A steady stream of hit newcomers is fulfilling the niche rock format's tastemaker potential.
Triple A radio is producing some major league hits.
The niche format (whose nickname is shorthand for "adult album alternative") nurtured the top Billboard Hot 100 title of 2011, Adele's "Rolling in the Deep." The song spent 14 weeks at No. 1 on the Nielsen BDS-based Triple A chart - the first ranking on which it appeared before crossing to pop, adult and even R&B and Latin radio.
Triple A also championed Gotye's "Somebody That I Used to Know," featuring Kimbra, which, earlier this year led Triple A for 13 weeks and the Hot 100 for eight, making it a front-runner for this year's biggest Hot 100 hit.
Triple A likewise shone on Nielsen SoundScan's recently-released midyear sales tallies, where Adele's 21 ranked as the top-selling album of the first half of 2012 (3.7 million units) and Gotye's smash earned top-selling digital song honors (5.5 million downloads).
The success of "Somebody" especially underscores the format's swelling acceptance of new artists. The song's Triple A command began an active 23-week streak of artists reigning on their first visits to the survey (viewable at Billboard.biz). Following "Somebody," Of Monsters and Men's "Little Talks" led for four weeks and Alabama Shakes' "Hold On" ruled for one. As of this week, the Lumineers' "Ho Hey" has spent five weeks on top. Since the chart launched the week of Jan. 20, 1996, never before had four rookie acts reached No. 1 consecutively.
The domination of fresh triple A blood challenges the format's reputation as a haven for rock acts with decades-long discographies. Just one artist appears on this week's Triple A ranking whose Billboard chart history predates the '90s: Bonnie Raitt. A year ago this week, there were three (Paul Simon, Lenny Kravitz and the Cars). Five years ago this week, there were five.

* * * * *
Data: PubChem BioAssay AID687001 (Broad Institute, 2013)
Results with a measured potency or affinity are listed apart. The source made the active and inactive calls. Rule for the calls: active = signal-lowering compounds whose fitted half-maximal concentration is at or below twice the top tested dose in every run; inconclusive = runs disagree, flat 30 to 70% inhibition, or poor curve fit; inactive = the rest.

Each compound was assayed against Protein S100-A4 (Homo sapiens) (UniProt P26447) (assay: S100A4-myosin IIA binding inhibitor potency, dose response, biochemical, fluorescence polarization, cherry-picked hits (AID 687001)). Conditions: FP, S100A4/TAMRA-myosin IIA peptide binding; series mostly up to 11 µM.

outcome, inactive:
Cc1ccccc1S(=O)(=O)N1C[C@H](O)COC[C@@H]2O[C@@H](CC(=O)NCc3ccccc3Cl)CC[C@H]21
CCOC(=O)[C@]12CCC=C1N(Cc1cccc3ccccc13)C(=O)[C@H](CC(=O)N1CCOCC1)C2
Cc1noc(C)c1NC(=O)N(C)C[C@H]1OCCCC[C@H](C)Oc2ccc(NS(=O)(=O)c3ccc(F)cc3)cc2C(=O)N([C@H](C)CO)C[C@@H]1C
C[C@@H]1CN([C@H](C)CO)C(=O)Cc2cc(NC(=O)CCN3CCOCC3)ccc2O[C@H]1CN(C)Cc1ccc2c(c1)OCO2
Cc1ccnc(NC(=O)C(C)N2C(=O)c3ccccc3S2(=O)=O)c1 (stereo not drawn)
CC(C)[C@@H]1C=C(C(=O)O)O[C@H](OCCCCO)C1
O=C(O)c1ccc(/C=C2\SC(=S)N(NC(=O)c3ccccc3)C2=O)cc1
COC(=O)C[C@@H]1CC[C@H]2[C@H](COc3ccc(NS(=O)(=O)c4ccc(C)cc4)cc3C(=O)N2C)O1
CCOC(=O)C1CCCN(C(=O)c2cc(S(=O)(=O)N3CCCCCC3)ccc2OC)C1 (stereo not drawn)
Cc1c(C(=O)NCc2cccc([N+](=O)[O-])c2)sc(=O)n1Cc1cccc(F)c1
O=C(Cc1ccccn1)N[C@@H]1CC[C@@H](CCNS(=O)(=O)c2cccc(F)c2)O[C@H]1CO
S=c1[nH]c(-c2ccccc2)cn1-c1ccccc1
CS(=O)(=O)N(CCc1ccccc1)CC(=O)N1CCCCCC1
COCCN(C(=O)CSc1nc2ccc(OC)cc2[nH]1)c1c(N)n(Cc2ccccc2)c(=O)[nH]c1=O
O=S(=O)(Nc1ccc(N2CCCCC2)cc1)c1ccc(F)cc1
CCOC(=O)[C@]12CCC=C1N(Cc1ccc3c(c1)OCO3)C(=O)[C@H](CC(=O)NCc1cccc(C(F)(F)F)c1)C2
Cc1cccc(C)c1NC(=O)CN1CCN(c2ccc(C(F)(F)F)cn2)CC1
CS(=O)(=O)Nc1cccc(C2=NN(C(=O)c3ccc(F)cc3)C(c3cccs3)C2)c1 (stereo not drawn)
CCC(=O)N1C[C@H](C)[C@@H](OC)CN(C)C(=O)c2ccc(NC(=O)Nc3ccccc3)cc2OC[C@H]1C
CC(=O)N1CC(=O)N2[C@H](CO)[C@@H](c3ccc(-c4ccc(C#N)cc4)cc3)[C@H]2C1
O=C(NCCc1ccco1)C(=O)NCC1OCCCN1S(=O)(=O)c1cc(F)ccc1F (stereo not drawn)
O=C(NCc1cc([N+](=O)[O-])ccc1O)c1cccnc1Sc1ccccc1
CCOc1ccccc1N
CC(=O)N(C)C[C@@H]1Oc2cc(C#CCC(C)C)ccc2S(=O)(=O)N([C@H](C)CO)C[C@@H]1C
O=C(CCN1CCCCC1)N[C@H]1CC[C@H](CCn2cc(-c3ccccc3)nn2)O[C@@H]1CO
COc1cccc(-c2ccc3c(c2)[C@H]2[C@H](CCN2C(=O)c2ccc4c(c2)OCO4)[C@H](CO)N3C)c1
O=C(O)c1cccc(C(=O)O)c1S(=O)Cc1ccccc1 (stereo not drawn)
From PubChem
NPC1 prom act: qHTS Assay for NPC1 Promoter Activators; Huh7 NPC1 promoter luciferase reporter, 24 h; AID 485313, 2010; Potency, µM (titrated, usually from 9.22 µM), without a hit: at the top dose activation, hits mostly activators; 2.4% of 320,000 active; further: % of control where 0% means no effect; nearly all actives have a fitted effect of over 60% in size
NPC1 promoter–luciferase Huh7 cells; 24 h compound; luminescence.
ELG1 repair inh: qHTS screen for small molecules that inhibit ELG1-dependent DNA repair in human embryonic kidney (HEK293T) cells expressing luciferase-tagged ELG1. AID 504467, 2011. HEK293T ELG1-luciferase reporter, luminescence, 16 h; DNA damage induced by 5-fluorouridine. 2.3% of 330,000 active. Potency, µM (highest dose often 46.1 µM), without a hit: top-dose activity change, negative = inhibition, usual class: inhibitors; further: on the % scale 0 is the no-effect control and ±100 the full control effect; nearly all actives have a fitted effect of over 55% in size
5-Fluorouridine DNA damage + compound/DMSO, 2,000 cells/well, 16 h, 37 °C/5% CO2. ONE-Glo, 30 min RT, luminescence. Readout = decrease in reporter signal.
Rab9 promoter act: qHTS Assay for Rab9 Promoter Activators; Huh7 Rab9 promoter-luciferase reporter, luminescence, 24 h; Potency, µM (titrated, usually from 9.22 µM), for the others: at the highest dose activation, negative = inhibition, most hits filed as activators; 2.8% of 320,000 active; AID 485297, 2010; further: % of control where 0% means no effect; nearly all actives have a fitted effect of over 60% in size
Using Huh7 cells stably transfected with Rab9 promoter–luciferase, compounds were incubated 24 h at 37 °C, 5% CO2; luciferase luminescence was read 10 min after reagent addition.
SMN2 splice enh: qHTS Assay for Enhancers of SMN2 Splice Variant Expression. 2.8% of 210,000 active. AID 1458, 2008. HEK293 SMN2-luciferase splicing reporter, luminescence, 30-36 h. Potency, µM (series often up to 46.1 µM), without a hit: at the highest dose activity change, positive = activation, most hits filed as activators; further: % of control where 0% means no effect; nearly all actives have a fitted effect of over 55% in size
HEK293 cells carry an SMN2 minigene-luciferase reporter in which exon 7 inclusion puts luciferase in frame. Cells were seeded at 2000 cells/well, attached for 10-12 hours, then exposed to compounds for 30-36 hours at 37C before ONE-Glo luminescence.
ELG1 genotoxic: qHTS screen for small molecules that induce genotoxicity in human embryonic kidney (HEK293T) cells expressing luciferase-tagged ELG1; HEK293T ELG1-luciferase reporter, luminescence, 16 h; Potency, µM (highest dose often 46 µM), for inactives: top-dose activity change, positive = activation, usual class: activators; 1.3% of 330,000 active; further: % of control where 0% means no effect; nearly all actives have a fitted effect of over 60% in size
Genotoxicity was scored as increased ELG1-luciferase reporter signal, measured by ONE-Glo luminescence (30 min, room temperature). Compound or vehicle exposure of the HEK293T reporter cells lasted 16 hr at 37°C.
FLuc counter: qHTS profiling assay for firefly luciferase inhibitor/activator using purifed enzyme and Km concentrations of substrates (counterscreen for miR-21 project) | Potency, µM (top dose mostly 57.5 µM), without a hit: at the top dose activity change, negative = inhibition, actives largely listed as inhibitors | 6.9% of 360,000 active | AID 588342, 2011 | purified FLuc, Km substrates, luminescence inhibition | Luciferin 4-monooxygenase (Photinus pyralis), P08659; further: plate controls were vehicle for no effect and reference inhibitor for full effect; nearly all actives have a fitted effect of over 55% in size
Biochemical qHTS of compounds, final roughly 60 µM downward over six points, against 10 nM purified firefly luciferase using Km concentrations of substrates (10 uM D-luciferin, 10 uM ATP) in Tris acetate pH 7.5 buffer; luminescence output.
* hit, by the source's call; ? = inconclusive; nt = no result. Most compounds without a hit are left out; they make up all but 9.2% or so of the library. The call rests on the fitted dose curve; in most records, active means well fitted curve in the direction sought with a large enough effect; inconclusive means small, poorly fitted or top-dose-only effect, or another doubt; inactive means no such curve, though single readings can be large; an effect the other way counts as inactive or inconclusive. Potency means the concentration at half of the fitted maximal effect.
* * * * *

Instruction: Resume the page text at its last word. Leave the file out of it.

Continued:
Why a more favorable reception of somebodies that we previously didn't know?
Cumulus San Francisco director of FM programming Dennis Constantine, who oversees triple A KFOG, credits the impact of the digital era on consumer behavior in aiding new artists' growth. "More than ever, music is about songs. More people are buying downloads of individual songs than buying a full album. So, we're finding new, creative songs from unknown artists."
Triple A programmers and label promotion executives cite social media as helping demystify new artists. "The internet, mobile phone, Facebook and Twitter have accelerated familiarity to listeners who use these portals for music discovery," says Lauren MacLeash, PD of Clear Channel-owned KTCZ Minneapolis.
Social media have buoyed promotion of Sheeran's debut single. "We could only get Ed to Nashville on a Monday and all the major venues there were sold out," Atlantic Records director of triple A promotion Brian Corona recalls. "With (Tuned In-owned) WRLT's relationship with 3rd and Lindsley Bar and Grill, we were able to schedule a 6 p.m. showcase. Through social media messaging, when arrived at sound check at 3, there were already more than 200 people there, camped out and lined up around the block."
The building popularity of multi-artist festivals likewise plays into triple A's riches of new talent.
"SXSW this year was huge for the Lumineers," says Dualtone director of promotions Lori Kampa. "I was lucky enough to be at some of the band's first headlining shows afterward and fans were singing along to almost every word." Additionally citing synchs, including Fox's "American Idol," Kampa says that when Dualtone began promoting "Ho Hey" to radio, awareness of the group was already high. "It was a record that made sense for programmers to step out on because we had built amazing success that continued to grow."
At its best, Chris Mays, PD of Alpha's KINK Portland, Ore., muses, triple A programming is a "balancing act" of the best new artists and old favorites: "How can you resist playing the Black Keys alongside a classic Rolling Stones song?"
MacLeash says that the current success of triple A's newer acts ultimately promises benefits going forward.
"Popular music comes in cycles. The pendulum is swinging in triple A's favor," she says. "Adele, Gotye, Jason Mraz and others being accepted by top 40 means that the young end is into the new music we play. Long-term, that's so important to our survival."